Project Management In India

project management in India

To work effectively with project partners in India, it is imperative to focus on the possible areas of friction between an objective and a relationship-based work style. For example, an objective work style predominantly focuses on technical expertise. The Indian relationship-based work style places emphasis on hierarchy and status. And while many Western business cultures focus more on reliable planning, accuracy, and commitment, the Indian business culture tends to be more flexible, spontaneous, and pragmatic.

To unite the best of both worlds for your project management in India, an in-depth, appreciative communication process on an equal footing is essential. The common goal, the actions required to achieve it and the time frame must be constantly checked.

Also, keep in mind that Indians prefer a strong project manager who makes clear announcements and sets the direction.

Information Flow

Communication – and a lot more communication than many Western managers would think is appropriate – is the be-all and end-all in working with Indians. Questioning, reminding, replaying and repeating are par for the course.

The obligation to collect always lies with the project manager. It is up to them to inform themselves how things are going and to check whether the report is in line with the facts.

Continuous supervision is an essential part of project management in India. The project manager must also clearly state what needs to be done. This also applies to activities that are part of the daily routine. “Always and continuously” is, therefore, the motto of communication.

Keeping the flow of information running at all times will lead to good results when managing projects in India!

Deadlines And Dates

Difficulties in working with Indians repeatedly arise due to a different understanding of time.

Deadlines should be communicated to the Indian side as absolutely binding. It would help if you also made it clear which date is the exact end date. To eliminate misunderstandings, you as the project manager must keep yourself informed about the current stages of the process. Only close communication with those responsible prevents the joint project from spiralling out of control.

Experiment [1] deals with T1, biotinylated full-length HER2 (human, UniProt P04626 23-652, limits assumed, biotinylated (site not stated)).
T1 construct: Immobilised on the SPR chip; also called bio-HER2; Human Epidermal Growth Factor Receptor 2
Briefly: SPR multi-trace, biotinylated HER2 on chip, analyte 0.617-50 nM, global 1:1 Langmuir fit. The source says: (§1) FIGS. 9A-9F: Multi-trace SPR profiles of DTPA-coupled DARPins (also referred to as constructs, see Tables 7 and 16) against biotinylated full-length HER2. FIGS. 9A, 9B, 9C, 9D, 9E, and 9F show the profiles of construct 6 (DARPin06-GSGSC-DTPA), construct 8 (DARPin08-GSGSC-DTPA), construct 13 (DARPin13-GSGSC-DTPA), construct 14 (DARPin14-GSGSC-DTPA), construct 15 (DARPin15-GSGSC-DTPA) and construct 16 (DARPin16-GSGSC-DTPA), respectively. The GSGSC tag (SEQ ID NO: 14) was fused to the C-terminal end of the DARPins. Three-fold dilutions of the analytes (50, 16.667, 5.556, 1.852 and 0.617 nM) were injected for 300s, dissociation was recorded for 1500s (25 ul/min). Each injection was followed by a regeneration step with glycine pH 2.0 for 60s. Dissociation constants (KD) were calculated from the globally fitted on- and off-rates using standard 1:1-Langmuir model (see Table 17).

Developing a feeling for your Indian partner’s perception of time helps to initially plan a rather ample lead time and play it safe. But even during this period, constant communication is required to keep your project management in India on track.


Preventing problems in the work process through efficient, culturally sensitive communication on both sides is not always achieved. Nevertheless, the key to solving issues lies in targeted and regular communication.

Talking to each other in a protected space, looking at the different perspectives and recalling common goals and interests is key to successful project management in India.

It is useless to let your anger run wild and describe everyone involved in the project as incapable, unwilling or stupid. The project manager loses face and forfeits his authority. Indians feel personally attacked, react in an offended way and adopt a defensive attitude.

An error analysis, in which a clear separation between person and thing takes place, contributes to the problem solution. Looking forward is the best policy.

It is equally important, however, to be fully open to the creative contribution of Indians to resolving any problems that may arise.

Cross-cultural Teams

When it comes to innovation and creative performance, studies have shown that teams where people from different cultures work together perform better. It is precisely the diversity and differences that give them the edge over single cultural working groups.

A good team atmosphere is supported by frequent interaction, which includes communicating personally rather than just on a professional level. It is also essential to consider the person as a colleague instead of someone from a specific culture. Everyone has their cultural imprint, which they become aware of when faced with a different culture than their own.

You become aware that the behavioural patterns you have practised in your country of origin are not the only successful ones. This can confuse you, as you will have to add new ways of doing things to your range of activities. Respect for the other culture and its patterns, openness and empathy are the attitudes that will foster mutual appreciation. This does not happen as a matter of course, however, but must be worked on and not hindered by the team members.

Simone Rappel

Extract from Business Culture India, Courtesy of CONBOOK Verlag

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